LogicLibrary Buy Will Swat Bugs

Share it on Twitter  
Share it on Facebook  
Share it on Google+
Share it on Linked in  

Software asset management tools maker LogicLibrary Wednesday agreed to acquire security analysis provider BugScan for an undisclosed sum. The purchase is evidence that smaller companies are opting to reuse software assets instead of writing new code from scratch, which is part of what makes service-oriented architectures so attractive.

Many companies, including IBM , Microsoft and Borland , write software tools that help enterprises set up SOAs. LogicLibrary writes tools that govern and set compliance rules for those SOAs.

By acquiring BugScan, an affiliate of high-tech consultant HBGary LLC, LogicLibrary is acquiring software that picks out code flaws and sets compliance thresholds for security before applications are deployed.

LogicLibrary will integrate the software, which is currently used by Verizon and Citrix Systems, into its Logidex software development asset (SDA) management environment, offering customers technology its rivals Flashline and Forum Systems can't deliver.

BugScan automates the bug-hunting process, whereas most developers must manually scour and test lines of code with no guarantees of success. To that end, squashing bugs at the source is far more efficient than trying to kill them after applications are in operation, according to Alan Himler, vice president of product management at LogicLibrary.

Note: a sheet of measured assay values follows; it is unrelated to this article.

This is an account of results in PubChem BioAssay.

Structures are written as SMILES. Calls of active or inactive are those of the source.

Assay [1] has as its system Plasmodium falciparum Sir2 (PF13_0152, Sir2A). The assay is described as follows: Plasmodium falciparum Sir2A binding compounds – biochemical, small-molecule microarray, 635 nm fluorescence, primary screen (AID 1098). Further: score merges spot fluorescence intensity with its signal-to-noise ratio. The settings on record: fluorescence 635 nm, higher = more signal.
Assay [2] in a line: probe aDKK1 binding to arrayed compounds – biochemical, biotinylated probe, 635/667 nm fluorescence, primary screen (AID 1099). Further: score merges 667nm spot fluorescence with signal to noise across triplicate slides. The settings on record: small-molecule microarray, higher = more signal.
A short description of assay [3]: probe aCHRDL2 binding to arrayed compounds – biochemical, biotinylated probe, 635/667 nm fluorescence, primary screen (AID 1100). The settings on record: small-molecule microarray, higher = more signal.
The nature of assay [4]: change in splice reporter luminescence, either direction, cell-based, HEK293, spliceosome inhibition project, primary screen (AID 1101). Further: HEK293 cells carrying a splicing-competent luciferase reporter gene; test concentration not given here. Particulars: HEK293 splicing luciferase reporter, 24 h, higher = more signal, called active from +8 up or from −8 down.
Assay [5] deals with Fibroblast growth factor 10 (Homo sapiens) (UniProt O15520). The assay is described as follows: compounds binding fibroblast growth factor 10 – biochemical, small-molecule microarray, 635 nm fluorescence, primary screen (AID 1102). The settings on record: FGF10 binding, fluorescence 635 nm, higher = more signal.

After all, applications are ultimately fed to distributed computing systems and used as Web services to conduct transactions, and flaws can disrupt business processes.

Himler told internetnews.com BugScan's technology will allow developers to perform security scans on an application's binaries without the source code. By examining the native binary code, BugScan makes it possible to review both proprietary and third-party software.

"BugScan was developed to assist HBGary in their consulting engagements, and we were in the market for a security tool for SOA governance, so it made sense for us to take over the product and move it ahead," Himler said. "It's nice for developers to be able to know what the security posture is of an application before they deploy it, and it makes services more consumable."

Himler said BugScan founder Matt Hargett and four consultants will join LogicLibrary, keeping the current BugScan office in Sunnyvale, Calif., where it had matured rapidly as an affiliate of consultant firm HBGary.

Himler said LogicLibrary will continue to round out its SOA governance platform by adding performance information, as well as business process management capabilities.

Submit a Comment

Loading Comments...